When you know how to make brownies, you’re never at a loss as to what to bring to a potluck, a bake sale or a family party. We’ve got chocolate baking tips, new and classic brownie recipes and how-to videos that open the doors to brownie greatness—from classic cake brownies to deep, rich, almost fudge-like brownies to brownies that double as cheesecake and peanut butter treats. For more easy treats that include s’mores and fruit-filled treats, take a look at our collection of bars and squares recipes, too.
How to Bake Brownies: The Basics
The baking basics apply to brownies, as well. Rule #1: “Don’t mess with the basic ingredients.” Unlike making chili and other free-for-all savory dishes, baking requires a careful attention to measuring to ensure scrumptious results with the texture you want—whether that’s cake-like, fudgy or chewy. Check out our how-to-measure video for tips on getting the techniques down, and if you’re lacking a key ingredient, see our substitution guide to see what other ingredient or combination of ingredients will do the same job in the recipe.
How to Make Chocolate Brownies
The type of chocolate you’ll use depends on the recipe you choose, but more often than not brownie recipes call for unsweetened chocolate. Unsweetened chocolate is made with solid chocolate liquor and is bitter alone, but when combined with sugar, butter and the other ingredients, it gives brownies their gloriously rich chocolate flavor. A pinch of salt also brings out the sweetness of the chocolate. A prime example of this is the classic BAKER’S ONE BOWL Brownies recipe. There are plenty of yummy exceptions, of course, such as these ooey, gooey, supremely fudgy Divine Truffle Brownies. Blondies, a scrumptious cousin of brownies, use no chocolate at all; instead, they’re made with brown sugar, although chocolate may be added. Two excellent examples include Caramel Swirl Blondies and Double-Chocolate Chunk Blondies.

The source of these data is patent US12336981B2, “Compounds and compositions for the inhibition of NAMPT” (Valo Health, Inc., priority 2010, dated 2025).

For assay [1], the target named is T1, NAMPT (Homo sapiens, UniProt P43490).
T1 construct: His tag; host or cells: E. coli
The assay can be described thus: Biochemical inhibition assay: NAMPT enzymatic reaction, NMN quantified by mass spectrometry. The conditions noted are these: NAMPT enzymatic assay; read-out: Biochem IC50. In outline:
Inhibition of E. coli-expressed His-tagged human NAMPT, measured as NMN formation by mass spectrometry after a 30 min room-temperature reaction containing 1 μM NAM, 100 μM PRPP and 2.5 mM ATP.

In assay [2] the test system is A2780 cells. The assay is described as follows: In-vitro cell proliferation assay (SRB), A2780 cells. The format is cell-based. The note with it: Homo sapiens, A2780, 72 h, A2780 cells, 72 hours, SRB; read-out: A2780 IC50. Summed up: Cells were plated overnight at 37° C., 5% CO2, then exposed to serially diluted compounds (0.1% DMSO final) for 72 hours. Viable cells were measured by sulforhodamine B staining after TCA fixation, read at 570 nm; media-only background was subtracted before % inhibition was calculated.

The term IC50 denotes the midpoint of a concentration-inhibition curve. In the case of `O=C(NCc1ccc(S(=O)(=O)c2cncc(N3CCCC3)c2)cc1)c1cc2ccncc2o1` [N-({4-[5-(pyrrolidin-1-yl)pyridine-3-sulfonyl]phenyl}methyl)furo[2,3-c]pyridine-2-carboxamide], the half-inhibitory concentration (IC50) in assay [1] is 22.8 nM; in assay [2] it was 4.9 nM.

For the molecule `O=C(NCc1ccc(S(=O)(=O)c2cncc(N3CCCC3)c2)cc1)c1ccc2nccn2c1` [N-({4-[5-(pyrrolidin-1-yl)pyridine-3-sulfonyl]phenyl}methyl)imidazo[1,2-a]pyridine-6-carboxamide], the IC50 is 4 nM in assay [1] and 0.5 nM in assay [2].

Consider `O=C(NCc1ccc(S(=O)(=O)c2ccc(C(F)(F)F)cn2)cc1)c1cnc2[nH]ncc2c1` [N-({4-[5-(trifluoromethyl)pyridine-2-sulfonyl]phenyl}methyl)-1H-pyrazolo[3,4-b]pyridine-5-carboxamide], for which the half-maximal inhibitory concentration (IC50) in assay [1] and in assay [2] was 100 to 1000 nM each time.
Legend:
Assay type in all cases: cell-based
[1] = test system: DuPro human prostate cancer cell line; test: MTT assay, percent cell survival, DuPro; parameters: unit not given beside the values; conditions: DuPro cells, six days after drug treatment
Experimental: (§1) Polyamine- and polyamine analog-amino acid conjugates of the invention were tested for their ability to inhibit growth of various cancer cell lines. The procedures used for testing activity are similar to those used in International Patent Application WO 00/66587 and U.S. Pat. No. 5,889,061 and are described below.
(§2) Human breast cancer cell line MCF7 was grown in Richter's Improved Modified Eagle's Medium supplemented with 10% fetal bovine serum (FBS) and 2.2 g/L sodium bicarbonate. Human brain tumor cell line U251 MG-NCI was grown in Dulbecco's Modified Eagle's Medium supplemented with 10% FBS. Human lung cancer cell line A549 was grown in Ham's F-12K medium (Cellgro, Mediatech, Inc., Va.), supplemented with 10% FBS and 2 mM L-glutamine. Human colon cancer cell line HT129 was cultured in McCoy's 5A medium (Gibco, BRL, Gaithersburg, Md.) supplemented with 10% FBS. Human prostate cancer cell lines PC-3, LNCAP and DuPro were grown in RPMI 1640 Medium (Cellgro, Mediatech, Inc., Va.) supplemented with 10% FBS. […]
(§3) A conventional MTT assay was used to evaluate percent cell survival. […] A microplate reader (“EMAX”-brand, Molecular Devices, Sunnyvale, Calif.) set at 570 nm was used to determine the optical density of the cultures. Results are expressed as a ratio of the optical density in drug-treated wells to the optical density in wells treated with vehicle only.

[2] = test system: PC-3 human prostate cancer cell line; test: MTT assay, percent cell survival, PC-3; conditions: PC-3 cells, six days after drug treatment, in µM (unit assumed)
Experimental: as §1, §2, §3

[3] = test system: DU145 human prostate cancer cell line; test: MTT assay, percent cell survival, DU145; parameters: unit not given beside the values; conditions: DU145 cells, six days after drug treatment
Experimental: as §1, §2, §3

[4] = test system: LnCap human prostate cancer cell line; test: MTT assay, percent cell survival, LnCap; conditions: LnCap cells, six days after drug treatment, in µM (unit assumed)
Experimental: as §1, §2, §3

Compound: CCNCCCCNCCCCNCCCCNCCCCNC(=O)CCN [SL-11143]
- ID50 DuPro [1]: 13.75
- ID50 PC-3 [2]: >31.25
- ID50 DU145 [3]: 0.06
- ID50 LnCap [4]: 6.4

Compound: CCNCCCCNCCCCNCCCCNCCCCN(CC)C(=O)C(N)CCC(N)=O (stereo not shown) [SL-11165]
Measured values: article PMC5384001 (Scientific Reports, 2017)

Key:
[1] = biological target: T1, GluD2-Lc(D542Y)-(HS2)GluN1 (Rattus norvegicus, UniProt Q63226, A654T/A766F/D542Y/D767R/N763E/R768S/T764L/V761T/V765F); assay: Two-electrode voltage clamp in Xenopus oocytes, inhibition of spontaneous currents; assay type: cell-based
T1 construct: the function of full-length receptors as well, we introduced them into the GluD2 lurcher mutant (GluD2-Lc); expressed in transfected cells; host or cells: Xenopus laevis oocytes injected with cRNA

Tips for Making the Best Brownies
Baking brownies in a greased pan is what most recipes call for. Lining the pan with foil before baking and then greasing the foil will allow you to lift the entire pan of baked brownies out of the pan all at once after they cool.
When making brownies with squares of unsweetened or semi-sweet chocolate, melting the butter with the chocolate keeps the chocolate smooth and silky. When using cocoa powder, the amount of butter in the batter is increased.
Recipes with more flour will give you a cake-like brownie; less flour will give you a fudgier brownie.
The amount of time you beat the batter in your mixing bowl is the factor that determines whether you get a glossy top on your pan of brownies: The longer you beat the batter, the better the chances you will get the shiny top, which is actually a meringue.
When testing brownies for doneness, you want to err on the side of under-baking or you run the risk of dried out brownies.
After the brownies cool in the pan, cutting them with a plastic knife gives a cleaner cut.
How to Make Cheesecake Brownies & Other Variations
As you know from your own experiences, chocolate has a few natural “go-withs.” It goes well with peanut butter, cream cheese, nuts, fruit and more. Sometimes you can even score three or more favorites in one recipe, as in these Peanut Butter Cheesecake Brownie Babies. Check out our Cheesecake Center for more ideas, and this how to make Cheesecake Brownies video. You also may want to thrill the PB lovers in the house by investigating this video on how to make Triple-Layer Peanut Butter Brownies.
Be sure to visit our Chocolate Center to check out other glorious chocolate recipes. These include moist chocolate cakes, easy no-bake fudge recipes, mocha desserts, cookies and more.